Potts: all quartzite.
Yadkin Eared: Top Row: all quartz; Bottom Row: tuff, tuff, rhyolite, quartzite, rhyolite.
Type Corner Notched Middle Woodland
The Potts is a small triangular shaped, finely flaked, corner notched point with a slightly concave base.
The Potts point dates to the Middle Woodland period, 500 to 1000 CE. Walselkov (1982) found similar points at the White oak Point Site associated with Mockley and Nomini Ceramic wares in components radiocarbon dated to 860 +/-60 and 880 +/-60 CE.
- Blade: The blade is triangular, the widest part of the blade is just below the corner notches.
- Base: The base is straight to slightly concave, and is always nicely thinned for hafting. Some of the basal edges reveal smoothing. Notches are elongated and shallow, and often pressured flaked.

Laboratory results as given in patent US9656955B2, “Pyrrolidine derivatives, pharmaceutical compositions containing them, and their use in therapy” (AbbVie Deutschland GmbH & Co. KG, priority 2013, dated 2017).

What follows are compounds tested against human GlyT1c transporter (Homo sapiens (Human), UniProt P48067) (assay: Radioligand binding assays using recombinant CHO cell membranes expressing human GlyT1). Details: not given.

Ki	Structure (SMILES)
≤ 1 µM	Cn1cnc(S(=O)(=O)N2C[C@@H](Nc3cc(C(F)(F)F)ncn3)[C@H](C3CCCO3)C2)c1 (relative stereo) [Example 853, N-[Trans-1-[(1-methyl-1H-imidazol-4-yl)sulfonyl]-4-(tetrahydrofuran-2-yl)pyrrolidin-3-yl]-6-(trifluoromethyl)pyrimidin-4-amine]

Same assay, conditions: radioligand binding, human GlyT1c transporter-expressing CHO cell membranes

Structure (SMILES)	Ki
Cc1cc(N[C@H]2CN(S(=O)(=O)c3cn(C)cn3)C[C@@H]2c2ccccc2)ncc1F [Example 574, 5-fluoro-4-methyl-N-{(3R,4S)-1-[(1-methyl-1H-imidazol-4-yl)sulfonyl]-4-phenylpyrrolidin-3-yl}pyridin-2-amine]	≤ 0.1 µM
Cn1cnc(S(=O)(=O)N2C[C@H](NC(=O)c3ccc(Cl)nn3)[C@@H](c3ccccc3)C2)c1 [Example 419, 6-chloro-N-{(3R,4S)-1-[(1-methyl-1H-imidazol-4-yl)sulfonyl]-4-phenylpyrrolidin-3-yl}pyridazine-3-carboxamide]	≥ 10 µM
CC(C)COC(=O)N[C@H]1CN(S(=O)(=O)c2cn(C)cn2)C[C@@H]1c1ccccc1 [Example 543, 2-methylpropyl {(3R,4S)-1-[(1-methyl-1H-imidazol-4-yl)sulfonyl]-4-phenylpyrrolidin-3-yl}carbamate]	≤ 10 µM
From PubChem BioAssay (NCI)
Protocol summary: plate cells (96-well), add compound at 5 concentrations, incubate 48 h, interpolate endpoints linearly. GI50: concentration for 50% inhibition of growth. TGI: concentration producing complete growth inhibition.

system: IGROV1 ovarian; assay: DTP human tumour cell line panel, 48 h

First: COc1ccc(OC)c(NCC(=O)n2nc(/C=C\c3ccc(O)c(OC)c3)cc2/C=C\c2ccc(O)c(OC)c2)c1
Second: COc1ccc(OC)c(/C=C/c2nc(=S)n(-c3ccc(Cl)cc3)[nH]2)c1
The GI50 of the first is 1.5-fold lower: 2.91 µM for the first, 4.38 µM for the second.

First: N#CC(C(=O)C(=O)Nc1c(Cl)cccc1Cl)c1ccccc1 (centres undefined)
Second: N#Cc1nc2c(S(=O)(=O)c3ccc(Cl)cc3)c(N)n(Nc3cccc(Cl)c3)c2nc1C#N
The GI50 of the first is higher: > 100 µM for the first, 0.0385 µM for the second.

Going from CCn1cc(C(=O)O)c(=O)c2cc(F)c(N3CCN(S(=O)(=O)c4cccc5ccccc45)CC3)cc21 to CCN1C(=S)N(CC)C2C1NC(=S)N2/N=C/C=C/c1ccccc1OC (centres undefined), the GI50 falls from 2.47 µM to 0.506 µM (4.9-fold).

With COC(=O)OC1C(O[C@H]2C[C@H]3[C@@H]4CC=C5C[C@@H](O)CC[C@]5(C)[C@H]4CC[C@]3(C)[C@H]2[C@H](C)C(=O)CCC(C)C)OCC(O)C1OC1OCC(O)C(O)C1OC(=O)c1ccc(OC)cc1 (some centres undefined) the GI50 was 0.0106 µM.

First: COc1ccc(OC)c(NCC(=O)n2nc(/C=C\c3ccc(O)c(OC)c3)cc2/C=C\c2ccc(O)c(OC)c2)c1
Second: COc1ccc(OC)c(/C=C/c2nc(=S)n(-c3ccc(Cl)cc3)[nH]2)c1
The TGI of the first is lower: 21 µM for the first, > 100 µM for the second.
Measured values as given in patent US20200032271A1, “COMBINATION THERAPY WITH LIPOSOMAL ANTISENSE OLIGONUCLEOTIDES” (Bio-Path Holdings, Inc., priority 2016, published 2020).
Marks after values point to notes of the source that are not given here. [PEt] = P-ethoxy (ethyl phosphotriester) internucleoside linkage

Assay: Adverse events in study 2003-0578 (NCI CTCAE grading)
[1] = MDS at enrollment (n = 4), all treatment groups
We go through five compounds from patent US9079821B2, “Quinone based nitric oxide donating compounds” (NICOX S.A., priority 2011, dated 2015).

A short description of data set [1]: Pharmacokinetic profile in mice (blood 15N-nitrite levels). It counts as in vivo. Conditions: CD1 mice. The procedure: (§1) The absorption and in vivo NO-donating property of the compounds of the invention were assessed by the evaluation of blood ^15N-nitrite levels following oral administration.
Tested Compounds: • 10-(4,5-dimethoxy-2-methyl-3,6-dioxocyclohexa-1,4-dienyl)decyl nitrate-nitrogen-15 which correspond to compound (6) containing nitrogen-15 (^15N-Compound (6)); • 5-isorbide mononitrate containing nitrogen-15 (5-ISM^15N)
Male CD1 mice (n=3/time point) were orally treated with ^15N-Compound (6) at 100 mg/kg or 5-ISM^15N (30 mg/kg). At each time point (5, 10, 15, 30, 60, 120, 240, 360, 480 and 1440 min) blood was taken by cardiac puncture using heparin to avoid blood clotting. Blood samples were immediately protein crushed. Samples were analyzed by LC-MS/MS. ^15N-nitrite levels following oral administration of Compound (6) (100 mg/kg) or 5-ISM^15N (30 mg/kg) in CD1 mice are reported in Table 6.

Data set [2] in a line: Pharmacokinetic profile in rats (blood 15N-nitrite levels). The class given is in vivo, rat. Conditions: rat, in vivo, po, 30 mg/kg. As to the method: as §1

- Size: Length ranges from 25 to 45 mm. long. Width ranges from 20 to 30 mm. Thickness ranges from 4 to 6 mm, a rather thin point.
- Technique of manufacture: Pressure flaking from small flakes
The Potts point is very similar to the eared Yadkin described by Coe from examples found at the Doerschuk Site in North Carolina. Egloff (1988) described a variant of the Potts point from the Croaker Landing Site along the York River in Virginia that he referred to as side notched. Waselkov (1982) also identified a type similar to the Potts point which he called Nomini side notched. In general, small triangular points that are corner to side notched occur during the late Middle Woodland Period. Potts points are very common in the Coastal Plain of Virginia.
Defined in Literature
McCary described the Potts point from his work at the Potts Site along the Chickahominy River in Virginia. However, he didn’t formally define the type.